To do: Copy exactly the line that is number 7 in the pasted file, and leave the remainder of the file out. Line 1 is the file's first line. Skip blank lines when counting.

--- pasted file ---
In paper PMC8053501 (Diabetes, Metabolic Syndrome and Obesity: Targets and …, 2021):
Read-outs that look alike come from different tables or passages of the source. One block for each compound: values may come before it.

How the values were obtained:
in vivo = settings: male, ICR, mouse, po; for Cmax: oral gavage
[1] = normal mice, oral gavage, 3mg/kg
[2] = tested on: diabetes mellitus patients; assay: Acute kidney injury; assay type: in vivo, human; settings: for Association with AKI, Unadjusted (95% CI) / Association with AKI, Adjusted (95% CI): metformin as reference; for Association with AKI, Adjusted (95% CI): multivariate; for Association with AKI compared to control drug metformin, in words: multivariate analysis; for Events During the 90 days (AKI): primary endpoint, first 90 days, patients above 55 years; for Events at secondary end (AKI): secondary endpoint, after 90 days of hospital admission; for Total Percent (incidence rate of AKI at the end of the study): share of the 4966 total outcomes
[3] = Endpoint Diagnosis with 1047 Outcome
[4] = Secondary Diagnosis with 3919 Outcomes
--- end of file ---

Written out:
[3] = Endpoint Diagnosis with 1047 Outcome